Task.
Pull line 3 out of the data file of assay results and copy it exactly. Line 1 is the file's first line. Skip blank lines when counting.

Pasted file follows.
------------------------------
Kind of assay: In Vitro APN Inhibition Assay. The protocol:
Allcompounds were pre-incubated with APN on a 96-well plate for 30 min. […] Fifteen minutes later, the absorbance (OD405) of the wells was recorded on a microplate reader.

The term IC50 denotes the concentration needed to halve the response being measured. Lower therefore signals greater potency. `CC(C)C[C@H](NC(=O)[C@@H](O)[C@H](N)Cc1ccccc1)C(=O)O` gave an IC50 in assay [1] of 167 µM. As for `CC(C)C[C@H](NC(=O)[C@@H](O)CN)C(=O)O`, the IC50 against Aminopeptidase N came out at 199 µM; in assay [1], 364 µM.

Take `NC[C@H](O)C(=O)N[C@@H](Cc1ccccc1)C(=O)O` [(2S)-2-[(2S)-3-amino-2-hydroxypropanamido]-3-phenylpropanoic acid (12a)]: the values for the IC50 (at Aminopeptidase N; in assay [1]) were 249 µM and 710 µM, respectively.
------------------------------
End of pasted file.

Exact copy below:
The term IC50 denotes the concentration needed to halve the response being measured. Lower therefore signals greater potency. `CC(C)C[C@H](NC(=O)[C@@H](O)[C@H](N)Cc1ccccc1)C(=O)O` gave an IC50 in assay [1] of 167 µM. As for `CC(C)C[C@H](NC(=O)[C@@H](O)CN)C(=O)O`, the IC50 against Aminopeptidase N came out at 199 µM; in assay [1], 364 µM.